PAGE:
So the Death Star joke has been done to death, and Cassini’s 2010 photo of Mimas has become pretty much the standard picture for the second smallest of the planemo (planetary-mass object) moons around Saturn, which has enough moons that astronomers haven’t finished naming them all†.
JPL explains the famous Death Star picture:
Herschel Crater is 130 kilometers, or 80 miles, wide and covers most of the right of this image. Scientists continue to study this impact basin and its surrounding terrain (see PIA12569 and PIA12571).
Cassini came within about 9,500 kilometers (5,900 miles) of Mimas on Feb. 13, 2010.This mosaic was created from six images taken that day in visible light with Cassini’s narrow-angle camera on Feb. 13, 2010. The images were re-projected into an orthographic map projection. This view looks toward the area between the region that leads on Mimas’ orbit around Saturn and the region of the moon facing away from Saturn. Mimas is 396 kilometers (246 miles) across. This view is centered on terrain at 11 degrees south latitude, 158 degrees west longitude. North is up. This view was obtained at a distance of approximately 50,000 kilometers (31,000 miles) from Mimas and at a sun-Mimas-spacecraft, or phase, angle of 17 degrees. Image scale is 240 meters (790 feet) per pixel.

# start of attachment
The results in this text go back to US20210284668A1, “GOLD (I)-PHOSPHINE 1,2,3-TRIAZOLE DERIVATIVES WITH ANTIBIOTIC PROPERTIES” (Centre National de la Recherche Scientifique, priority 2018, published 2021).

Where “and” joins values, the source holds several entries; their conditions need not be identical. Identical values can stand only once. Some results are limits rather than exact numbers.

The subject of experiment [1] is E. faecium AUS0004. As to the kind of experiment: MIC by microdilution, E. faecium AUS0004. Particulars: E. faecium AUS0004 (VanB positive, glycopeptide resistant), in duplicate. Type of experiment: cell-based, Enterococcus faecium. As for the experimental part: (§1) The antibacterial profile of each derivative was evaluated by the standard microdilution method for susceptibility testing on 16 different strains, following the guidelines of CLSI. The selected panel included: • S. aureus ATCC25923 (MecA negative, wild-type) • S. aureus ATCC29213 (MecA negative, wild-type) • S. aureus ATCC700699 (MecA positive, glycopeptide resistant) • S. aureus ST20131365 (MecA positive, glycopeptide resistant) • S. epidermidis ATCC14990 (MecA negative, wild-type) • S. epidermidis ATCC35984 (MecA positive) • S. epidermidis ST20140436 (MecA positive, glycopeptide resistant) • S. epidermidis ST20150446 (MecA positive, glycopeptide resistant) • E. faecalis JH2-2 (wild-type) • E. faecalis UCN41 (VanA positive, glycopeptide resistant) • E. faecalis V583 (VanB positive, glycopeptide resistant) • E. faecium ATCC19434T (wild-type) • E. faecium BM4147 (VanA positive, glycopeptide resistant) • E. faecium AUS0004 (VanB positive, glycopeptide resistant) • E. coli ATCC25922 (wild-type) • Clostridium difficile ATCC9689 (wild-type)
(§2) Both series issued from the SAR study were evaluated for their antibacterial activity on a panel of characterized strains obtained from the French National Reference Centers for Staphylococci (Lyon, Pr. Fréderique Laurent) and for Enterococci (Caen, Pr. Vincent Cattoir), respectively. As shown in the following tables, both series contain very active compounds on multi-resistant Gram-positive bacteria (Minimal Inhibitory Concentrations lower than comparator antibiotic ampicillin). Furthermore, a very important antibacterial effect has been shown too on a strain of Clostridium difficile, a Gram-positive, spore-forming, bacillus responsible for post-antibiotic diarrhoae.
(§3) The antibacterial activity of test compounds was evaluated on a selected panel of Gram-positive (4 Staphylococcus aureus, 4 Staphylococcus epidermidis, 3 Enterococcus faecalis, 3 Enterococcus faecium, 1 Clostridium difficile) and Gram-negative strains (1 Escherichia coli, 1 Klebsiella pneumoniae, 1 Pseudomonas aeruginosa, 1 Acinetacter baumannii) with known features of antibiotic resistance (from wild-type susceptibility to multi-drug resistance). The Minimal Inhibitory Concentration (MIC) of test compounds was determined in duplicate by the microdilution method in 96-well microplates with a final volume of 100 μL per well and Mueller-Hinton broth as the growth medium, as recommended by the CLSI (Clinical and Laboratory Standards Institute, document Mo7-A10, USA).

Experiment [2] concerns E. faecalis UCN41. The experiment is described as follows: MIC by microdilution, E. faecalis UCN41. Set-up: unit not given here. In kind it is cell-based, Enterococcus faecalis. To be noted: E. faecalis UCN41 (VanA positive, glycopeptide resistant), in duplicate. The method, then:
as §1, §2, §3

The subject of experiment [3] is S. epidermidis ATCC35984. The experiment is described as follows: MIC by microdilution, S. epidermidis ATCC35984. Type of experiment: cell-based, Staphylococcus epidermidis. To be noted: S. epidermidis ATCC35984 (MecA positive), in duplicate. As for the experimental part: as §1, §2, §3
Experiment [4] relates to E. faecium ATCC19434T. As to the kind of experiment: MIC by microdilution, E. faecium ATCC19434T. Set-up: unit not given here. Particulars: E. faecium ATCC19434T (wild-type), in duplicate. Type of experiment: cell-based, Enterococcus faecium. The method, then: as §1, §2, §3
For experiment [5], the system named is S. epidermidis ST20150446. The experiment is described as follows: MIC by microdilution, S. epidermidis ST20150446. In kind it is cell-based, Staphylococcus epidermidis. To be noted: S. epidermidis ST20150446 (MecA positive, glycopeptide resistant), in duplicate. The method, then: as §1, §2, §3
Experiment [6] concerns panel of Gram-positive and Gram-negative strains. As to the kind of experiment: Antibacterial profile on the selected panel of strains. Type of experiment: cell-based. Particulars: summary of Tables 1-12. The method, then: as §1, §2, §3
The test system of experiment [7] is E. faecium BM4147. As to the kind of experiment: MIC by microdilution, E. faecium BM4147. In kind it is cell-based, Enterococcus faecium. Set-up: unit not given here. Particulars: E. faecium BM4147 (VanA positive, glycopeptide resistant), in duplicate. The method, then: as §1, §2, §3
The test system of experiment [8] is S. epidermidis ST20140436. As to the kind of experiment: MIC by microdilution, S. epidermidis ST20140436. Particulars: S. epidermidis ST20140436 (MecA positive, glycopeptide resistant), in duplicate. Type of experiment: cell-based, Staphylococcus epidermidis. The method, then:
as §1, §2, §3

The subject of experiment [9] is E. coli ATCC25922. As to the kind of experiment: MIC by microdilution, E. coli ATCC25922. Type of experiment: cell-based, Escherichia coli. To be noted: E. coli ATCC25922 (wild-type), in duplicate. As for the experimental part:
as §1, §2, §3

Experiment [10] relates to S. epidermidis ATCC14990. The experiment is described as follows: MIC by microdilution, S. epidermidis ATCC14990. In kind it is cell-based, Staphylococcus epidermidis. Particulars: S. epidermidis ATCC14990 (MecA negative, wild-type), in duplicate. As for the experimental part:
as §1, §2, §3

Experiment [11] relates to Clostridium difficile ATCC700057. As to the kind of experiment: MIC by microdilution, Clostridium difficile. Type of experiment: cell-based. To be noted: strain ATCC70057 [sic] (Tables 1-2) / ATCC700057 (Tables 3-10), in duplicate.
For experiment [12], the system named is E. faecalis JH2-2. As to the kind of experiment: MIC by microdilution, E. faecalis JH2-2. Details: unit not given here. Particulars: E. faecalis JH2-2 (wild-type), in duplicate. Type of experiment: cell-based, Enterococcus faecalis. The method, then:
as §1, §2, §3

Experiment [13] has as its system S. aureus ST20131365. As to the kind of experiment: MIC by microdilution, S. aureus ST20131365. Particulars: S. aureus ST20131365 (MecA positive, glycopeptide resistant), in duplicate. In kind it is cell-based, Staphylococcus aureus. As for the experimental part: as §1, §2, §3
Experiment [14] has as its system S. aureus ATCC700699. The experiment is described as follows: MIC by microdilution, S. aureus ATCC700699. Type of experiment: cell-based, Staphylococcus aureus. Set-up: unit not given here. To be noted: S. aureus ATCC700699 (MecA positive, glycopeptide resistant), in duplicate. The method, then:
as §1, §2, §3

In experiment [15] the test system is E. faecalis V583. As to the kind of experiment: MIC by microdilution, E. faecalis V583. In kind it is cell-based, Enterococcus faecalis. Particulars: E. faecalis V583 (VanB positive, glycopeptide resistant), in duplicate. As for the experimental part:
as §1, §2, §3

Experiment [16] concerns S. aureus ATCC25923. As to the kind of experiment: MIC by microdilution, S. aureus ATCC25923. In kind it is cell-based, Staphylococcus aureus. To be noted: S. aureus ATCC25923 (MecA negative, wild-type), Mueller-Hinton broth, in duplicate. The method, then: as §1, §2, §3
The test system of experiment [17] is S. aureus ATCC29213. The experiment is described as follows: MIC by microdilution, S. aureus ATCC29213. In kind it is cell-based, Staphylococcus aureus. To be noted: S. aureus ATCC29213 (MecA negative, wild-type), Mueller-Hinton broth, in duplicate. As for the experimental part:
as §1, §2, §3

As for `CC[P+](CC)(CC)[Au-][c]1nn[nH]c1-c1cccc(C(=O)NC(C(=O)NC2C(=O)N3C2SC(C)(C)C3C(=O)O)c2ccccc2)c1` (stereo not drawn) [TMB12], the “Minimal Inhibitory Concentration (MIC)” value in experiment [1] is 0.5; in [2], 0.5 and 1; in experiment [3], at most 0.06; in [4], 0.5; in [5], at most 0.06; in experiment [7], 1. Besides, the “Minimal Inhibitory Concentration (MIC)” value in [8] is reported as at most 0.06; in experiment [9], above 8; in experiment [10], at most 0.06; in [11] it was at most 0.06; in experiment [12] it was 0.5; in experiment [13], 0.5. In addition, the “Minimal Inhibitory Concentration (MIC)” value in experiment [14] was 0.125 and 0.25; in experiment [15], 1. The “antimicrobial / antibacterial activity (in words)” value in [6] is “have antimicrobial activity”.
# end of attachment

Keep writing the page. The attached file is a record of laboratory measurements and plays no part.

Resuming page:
Mimas is fascinating even without its striking resemblance to a giant space station. The Herschel Crater, named after eighteenth-century astronomer William Herschel, who discovered Mimas with a forty-foot telescope, spans eighty-one miles; proportionately, such a crater on Earth would be larger than Australia.
Additionally, thermal images taken by the Composite Infrared Spectrometer (CIRS) aboard Cassini show a curious distribution of daytime temperatures, resulting in a “Pac Man” appearance‡.
Moreover, Mimas has a complex orbital relationship with Saturn’s rings. The Cassini Division is a gap between the A and B rings, perhaps best explained by Kirsten Larson’s 2007 paper for the College of Wooster. A more comprehensible explanation can be found at Wikipedia, which condenses the situation thus:
A number of features in Saturn’s rings are related to resonances with Mimas. Mimas is responsible for clearing the material from the Cassini Division, the gap between Saturn’s two widest rings, the A Ring and B Ring. Particles in the Huygens Gap at the inner edge of the Cassini division are in a 2:1 resonance with Mimas. They orbit twice for each orbit of Mimas. The repeated pulls by Mimas on the Cassini division particles, always in the same direction in space, force them into new orbits outside the gap. The boundary between the C and B ring is in a 3:1 resonance with Mimas. Recently, the G Ring was found to be in a 7:6 co-rotation eccentricity resonance with Mimas; the ring’s inner edge is about 15,000 kilometres (9,300 mi) inside Mimas’s orbit.
And we would be remiss to omit that Mimas also has a 2:1 resonance with Tethys, and a 2:3 resonance with Pandora.
There is a lot going on ’round Saturn, and Mimas, despite its diminutive size, seems quite important to the workings.
† Really. Astronomers have logged sixty-one moons around Saturn, though one of them, Titan, comprises 96% of the mass orbiting the second-largest planet in our solar system. That’s right. The other sixty moons and the famous rings comprise all of four percent of Saturn’s known orbital satellite mass. Oh, and it gets so complicated that there are also two mythical moons, Chiron and Themis, claimed in 1861 and 1905 respectively, but never confirmed.
‡ There are two Saturnian “Pac Man” moons known so far, with Tethys being the other.